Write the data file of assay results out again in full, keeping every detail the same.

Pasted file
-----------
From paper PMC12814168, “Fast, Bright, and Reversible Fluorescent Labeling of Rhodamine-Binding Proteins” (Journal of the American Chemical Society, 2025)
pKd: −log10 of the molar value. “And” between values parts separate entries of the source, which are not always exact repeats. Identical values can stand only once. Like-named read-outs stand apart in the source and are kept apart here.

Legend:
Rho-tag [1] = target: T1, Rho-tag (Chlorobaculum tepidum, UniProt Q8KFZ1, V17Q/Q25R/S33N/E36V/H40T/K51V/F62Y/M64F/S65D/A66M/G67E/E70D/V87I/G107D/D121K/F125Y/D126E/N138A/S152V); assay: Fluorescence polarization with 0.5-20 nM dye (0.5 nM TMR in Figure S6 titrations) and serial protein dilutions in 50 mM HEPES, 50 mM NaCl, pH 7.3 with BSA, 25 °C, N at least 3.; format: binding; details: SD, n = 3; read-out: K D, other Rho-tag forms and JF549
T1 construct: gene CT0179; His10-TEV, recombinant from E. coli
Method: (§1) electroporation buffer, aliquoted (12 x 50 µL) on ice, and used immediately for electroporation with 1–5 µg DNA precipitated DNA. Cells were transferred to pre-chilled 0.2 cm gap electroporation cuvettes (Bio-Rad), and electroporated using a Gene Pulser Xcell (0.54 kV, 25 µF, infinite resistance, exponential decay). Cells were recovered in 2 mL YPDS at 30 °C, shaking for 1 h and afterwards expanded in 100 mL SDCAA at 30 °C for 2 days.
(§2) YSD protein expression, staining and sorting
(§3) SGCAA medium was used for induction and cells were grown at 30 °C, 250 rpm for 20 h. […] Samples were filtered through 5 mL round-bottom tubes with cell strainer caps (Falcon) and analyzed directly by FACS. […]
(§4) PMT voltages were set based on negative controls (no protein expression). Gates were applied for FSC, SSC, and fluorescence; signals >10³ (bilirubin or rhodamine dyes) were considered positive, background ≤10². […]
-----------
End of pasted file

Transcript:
From paper PMC12814168, “Fast, Bright, and Reversible Fluorescent Labeling of Rhodamine-Binding Proteins” (Journal of the American Chemical Society, 2025)
pKd: −log10 of the molar value. “And” between values parts separate entries of the source, which are not always exact repeats. Identical values can stand only once. Like-named read-outs stand apart in the source and are kept apart here.

Legend:
Rho-tag [1] = target: T1, Rho-tag (Chlorobaculum tepidum, UniProt Q8KFZ1, V17Q/Q25R/S33N/E36V/H40T/K51V/F62Y/M64F/S65D/A66M/G67E/E70D/V87I/G107D/D121K/F125Y/D126E/N138A/S152V); assay: Fluorescence polarization with 0.5-20 nM dye (0.5 nM TMR in Figure S6 titrations) and serial protein dilutions in 50 mM HEPES, 50 mM NaCl, pH 7.3 with BSA, 25 °C, N at least 3.; format: binding; details: SD, n = 3; read-out: K D, other Rho-tag forms and JF549
T1 construct: gene CT0179; His10-TEV, recombinant from E. coli
Method: (§1) electroporation buffer, aliquoted (12 x 50 µL) on ice, and used immediately for electroporation with 1–5 µg DNA precipitated DNA. Cells were transferred to pre-chilled 0.2 cm gap electroporation cuvettes (Bio-Rad), and electroporated using a Gene Pulser Xcell (0.54 kV, 25 µF, infinite resistance, exponential decay). Cells were recovered in 2 mL YPDS at 30 °C, shaking for 1 h and afterwards expanded in 100 mL SDCAA at 30 °C for 2 days.
(§2) YSD protein expression, staining and sorting
(§3) SGCAA medium was used for induction and cells were grown at 30 °C, 250 rpm for 20 h. […] Samples were filtered through 5 mL round-bottom tubes with cell strainer caps (Falcon) and analyzed directly by FACS. […]
(§4) PMT voltages were set based on negative controls (no protein expression). Gates were applied for FSC, SSC, and fluorescence; signals >10³ (bilirubin or rhodamine dyes) were considered positive, background ≤10². […]